LIVE REVIEW: Kodaline with Patrick Martin @ Camden Roundhouse, London

Kodaline

Adorned in black with bright ruby-red shoes, and despite this being his first European tour; American solo artist, Patrick Martin, received a tremendous round of applause from the sardine-packed, yet ecstatic, Roundhouse. Despite Martin’s youth and not having yet released a debut LP, his shoes had certainly taken him where he felt most at home: the stage. In spite of his bohemian dress and not looking too dissimilar to Patrick Wolf, one would have expected Martin and his supporting three-piece band to be playing instruments including the piano, and viola. However, Wolf and Martin are the antitheses of each other musically; Martin has a synth-pop sound that has much more in common with Shawn Mendes and Charlie Puth.

Playing his debut single “Cinema Love” that had been selected as a “Track of the Week”, Camden quickly engaged with Martin’s serving of instant synth-pop. “Both of you” earned equal audience engagement. “Stranger Nights” had a classic club anthem feel to it earning Martin consistent handclapping and dancing from all tiers of the Roundhouse. Patrick saved his personal favourite song “Wonder Years” till last”. Whilst this was a song saying goodbye to an old life his younger self once lived; “Wonder Years” expressed the most maturity and excavated Martin’s innermost self. With similarities to Take That’s “Great Day” and impressive guitar solos from his female guitarist (who had resembled Gwen Stefani); “Wonder Years” was an appropriate choice for Martin to playout the Roundhouse with. “Miss you More” also pleasantly broke away from the synth-pop formula with pockets of influences from Palace’s “Bitter”.

Before Kodaline approached the stage, the Roundhouse illuminated with spectacular and radiant lighting that centred around three emerald diamonds. The Irish five-piece, who have had three number one albums in their home town, including, their latest, Politics of Living, opened with the first track off this LP: “Follow your Fire”. Taking a similar musical direction to their Irish counterparts, The Script, “Follow your Fire” was an opportunity for Kodaline to demonstrate that they were not afraid to experiment with new production and mixing techniques. “Brand New Day”, from their debut LP, In a Perfect World, reminded the audience of their soft indie sound with seldom added electronic injections. There didn’t appear to be any competition between the production approaches between the two songs; both were equally celebrated and received.

“Ready” and “Honest” from LP number two, Coming up for Air followed, which offered a sound that was the ideal half-way house between Kodaline’s debut and third LP. If there was any doubt that Kodaline’s new material was not as well-received as their 2013 debut, “Brother” which followed, earned Kodaline applause, singing and hand waving on a new level. “Brother” collectively evoked a plethora of emotions and demonstrated that Kodaline’s fans bond with them is deeper and more mature than halcyon memories of their debut efforts. “Head held High”, as well as having an intelligently comical, as well as the melancholy music video was delightfully catchy and instant without raising questions over Kodaline’s musical maturity.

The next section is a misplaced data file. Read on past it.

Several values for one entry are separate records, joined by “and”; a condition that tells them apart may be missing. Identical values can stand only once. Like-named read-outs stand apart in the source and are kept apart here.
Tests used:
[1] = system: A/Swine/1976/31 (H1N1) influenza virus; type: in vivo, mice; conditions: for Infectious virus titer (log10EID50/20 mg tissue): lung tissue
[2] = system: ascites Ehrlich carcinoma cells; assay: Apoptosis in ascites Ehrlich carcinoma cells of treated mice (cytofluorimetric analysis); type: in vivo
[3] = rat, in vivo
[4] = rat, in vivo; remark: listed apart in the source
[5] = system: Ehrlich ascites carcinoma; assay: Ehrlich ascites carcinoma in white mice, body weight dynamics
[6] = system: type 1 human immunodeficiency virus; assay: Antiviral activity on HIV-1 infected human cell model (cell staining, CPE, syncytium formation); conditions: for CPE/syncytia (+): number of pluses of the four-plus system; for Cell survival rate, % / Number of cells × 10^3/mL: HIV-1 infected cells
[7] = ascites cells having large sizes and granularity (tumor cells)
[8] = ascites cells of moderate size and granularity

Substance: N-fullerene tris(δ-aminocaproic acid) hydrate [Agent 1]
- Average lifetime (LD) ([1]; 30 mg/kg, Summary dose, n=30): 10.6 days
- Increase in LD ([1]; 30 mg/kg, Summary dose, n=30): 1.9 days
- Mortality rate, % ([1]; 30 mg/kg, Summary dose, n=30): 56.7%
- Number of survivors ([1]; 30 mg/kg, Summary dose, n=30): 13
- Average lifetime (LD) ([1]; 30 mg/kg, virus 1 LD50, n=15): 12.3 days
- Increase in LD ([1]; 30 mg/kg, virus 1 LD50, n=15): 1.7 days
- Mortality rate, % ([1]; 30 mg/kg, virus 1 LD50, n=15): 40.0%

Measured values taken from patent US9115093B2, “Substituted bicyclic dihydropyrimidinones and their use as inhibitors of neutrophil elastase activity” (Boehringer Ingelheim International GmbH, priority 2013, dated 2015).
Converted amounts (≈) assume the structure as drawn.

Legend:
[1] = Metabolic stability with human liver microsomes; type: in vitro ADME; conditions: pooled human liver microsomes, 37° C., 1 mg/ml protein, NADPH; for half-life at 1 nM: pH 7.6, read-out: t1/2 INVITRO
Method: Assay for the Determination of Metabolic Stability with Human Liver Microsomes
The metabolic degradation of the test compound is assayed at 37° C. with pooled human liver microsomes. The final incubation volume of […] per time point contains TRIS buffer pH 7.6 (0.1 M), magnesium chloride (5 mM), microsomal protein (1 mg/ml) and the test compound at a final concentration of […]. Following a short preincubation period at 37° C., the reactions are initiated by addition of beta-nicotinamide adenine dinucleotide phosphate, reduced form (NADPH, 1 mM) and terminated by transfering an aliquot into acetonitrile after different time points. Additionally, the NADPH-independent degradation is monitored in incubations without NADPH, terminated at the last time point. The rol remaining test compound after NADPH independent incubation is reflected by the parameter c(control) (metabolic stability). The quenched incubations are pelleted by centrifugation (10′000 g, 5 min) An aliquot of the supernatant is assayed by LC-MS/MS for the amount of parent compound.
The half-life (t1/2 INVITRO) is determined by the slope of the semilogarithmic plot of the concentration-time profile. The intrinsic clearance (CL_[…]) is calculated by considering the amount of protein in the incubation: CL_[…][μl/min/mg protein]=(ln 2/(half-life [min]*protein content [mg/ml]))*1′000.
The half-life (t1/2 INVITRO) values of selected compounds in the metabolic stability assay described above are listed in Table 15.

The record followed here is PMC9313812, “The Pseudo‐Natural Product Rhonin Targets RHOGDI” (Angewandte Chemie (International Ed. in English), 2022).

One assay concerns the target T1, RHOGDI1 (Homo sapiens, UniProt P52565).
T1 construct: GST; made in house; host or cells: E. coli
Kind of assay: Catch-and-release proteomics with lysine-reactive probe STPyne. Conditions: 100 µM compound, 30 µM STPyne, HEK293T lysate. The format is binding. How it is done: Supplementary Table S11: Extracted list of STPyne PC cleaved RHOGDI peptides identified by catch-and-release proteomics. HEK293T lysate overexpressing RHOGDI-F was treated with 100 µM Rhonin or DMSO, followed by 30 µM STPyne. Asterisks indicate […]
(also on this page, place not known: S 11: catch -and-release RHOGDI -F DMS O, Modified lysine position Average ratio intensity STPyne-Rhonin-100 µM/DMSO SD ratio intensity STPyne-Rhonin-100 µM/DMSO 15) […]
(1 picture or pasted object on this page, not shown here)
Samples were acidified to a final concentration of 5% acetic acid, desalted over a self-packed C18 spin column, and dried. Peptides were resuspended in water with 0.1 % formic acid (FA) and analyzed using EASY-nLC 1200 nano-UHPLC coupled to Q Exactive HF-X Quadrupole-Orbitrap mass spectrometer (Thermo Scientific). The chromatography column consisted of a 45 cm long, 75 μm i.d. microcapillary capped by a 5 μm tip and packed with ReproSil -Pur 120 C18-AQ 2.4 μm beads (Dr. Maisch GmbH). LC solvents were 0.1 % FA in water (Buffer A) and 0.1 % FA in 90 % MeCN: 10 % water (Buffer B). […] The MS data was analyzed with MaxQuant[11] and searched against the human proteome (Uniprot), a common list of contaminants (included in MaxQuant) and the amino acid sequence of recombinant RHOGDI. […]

As well as confidently proving that their latest material was as relevant as their classics; Kodaline also took the opportunity to celebrate the songs that made them a household name. Not only did Kodaline play over half of their debut LP; they went back even further playing material from their The High Hopes EP. “The Answer” from this EP had a pleasant guitar ballad opening, encompassing the best of “Good Riddance (Time of Your Life)” and “We’re Going to Be Friends”. Kodaline proved they could still sing the songs they wrote from the heart and show they still resonated with them as they did back in 2013.

Kodaline’s also played “Raging”, the song they made in collaboration with Kygo. One can clearly see how the electronic influences on this initially well-received release influenced Kodaline’s latest recordings. The sound of “Raging” is undoubtedly worlds apart from “The Answer”, yet the Roundhouse rejoiced the musical pilgrimage Kodaline had taken their sound on. The musical pilgrimage for Kodaline continued as they played new unreleased material including “Wherever you are”.

The Roundhouse set ended with “All I Want” and “High Hopes” from their debut LP. Performing their debut material must have been easier for the Irish five-piece to covey as the songwriting and recording of this material was more heavily embedded in organic folk instruments. Nonetheless, Kodaline also proved that they are not afraid to innovate with synths and electronic sounds and were still able to resonate their hopes and fears to the audience. This innovation evidently earned the band a few modern classics.  Based on this Roundhouse performance; the story of Kodaline and their musical experimentation is far from over.

 

 

 

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